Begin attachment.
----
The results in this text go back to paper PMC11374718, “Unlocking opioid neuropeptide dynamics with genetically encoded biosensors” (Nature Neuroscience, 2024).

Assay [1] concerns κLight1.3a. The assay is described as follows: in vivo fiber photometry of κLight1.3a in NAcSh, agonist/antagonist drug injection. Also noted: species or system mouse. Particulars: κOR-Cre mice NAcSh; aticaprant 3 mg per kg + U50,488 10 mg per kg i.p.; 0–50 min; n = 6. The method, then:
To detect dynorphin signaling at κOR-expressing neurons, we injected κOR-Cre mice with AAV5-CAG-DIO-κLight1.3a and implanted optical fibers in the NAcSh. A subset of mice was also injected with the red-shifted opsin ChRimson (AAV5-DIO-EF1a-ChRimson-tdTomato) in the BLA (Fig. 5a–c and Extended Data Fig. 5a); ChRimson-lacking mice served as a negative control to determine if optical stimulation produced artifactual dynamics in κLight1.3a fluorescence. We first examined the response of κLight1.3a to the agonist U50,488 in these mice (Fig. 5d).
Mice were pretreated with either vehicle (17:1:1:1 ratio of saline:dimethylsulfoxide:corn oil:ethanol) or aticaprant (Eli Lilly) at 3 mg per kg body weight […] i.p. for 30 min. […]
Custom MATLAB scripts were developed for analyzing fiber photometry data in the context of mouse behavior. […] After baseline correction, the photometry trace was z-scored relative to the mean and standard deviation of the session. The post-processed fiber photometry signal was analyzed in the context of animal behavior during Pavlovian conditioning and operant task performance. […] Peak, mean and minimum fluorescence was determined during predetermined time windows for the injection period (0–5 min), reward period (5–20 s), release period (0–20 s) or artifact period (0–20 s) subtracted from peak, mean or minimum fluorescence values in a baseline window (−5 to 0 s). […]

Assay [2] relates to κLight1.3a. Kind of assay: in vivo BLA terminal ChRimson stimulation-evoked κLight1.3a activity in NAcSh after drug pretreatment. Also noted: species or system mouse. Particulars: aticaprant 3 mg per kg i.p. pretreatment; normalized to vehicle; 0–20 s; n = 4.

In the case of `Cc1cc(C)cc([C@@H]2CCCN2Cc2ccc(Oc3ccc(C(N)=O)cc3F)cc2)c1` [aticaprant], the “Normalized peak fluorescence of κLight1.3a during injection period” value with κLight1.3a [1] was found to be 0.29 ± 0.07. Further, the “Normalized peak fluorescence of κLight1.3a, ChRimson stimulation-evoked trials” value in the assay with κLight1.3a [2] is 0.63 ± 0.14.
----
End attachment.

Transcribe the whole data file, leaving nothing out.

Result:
The results in this text go back to paper PMC11374718, “Unlocking opioid neuropeptide dynamics with genetically encoded biosensors” (Nature Neuroscience, 2024).

Assay [1] concerns κLight1.3a. The assay is described as follows: in vivo fiber photometry of κLight1.3a in NAcSh, agonist/antagonist drug injection. Also noted: species or system mouse. Particulars: κOR-Cre mice NAcSh; aticaprant 3 mg per kg + U50,488 10 mg per kg i.p.; 0–50 min; n = 6. The method, then:
To detect dynorphin signaling at κOR-expressing neurons, we injected κOR-Cre mice with AAV5-CAG-DIO-κLight1.3a and implanted optical fibers in the NAcSh. A subset of mice was also injected with the red-shifted opsin ChRimson (AAV5-DIO-EF1a-ChRimson-tdTomato) in the BLA (Fig. 5a–c and Extended Data Fig. 5a); ChRimson-lacking mice served as a negative control to determine if optical stimulation produced artifactual dynamics in κLight1.3a fluorescence. We first examined the response of κLight1.3a to the agonist U50,488 in these mice (Fig. 5d).
Mice were pretreated with either vehicle (17:1:1:1 ratio of saline:dimethylsulfoxide:corn oil:ethanol) or aticaprant (Eli Lilly) at 3 mg per kg body weight […] i.p. for 30 min. […]
Custom MATLAB scripts were developed for analyzing fiber photometry data in the context of mouse behavior. […] After baseline correction, the photometry trace was z-scored relative to the mean and standard deviation of the session. The post-processed fiber photometry signal was analyzed in the context of animal behavior during Pavlovian conditioning and operant task performance. […] Peak, mean and minimum fluorescence was determined during predetermined time windows for the injection period (0–5 min), reward period (5–20 s), release period (0–20 s) or artifact period (0–20 s) subtracted from peak, mean or minimum fluorescence values in a baseline window (−5 to 0 s). […]

Assay [2] relates to κLight1.3a. Kind of assay: in vivo BLA terminal ChRimson stimulation-evoked κLight1.3a activity in NAcSh after drug pretreatment. Also noted: species or system mouse. Particulars: aticaprant 3 mg per kg i.p. pretreatment; normalized to vehicle; 0–20 s; n = 4.

In the case of `Cc1cc(C)cc([C@@H]2CCCN2Cc2ccc(Oc3ccc(C(N)=O)cc3F)cc2)c1` [aticaprant], the “Normalized peak fluorescence of κLight1.3a during injection period” value with κLight1.3a [1] was found to be 0.29 ± 0.07. Further, the “Normalized peak fluorescence of κLight1.3a, ChRimson stimulation-evoked trials” value in the assay with κLight1.3a [2] is 0.63 ± 0.14.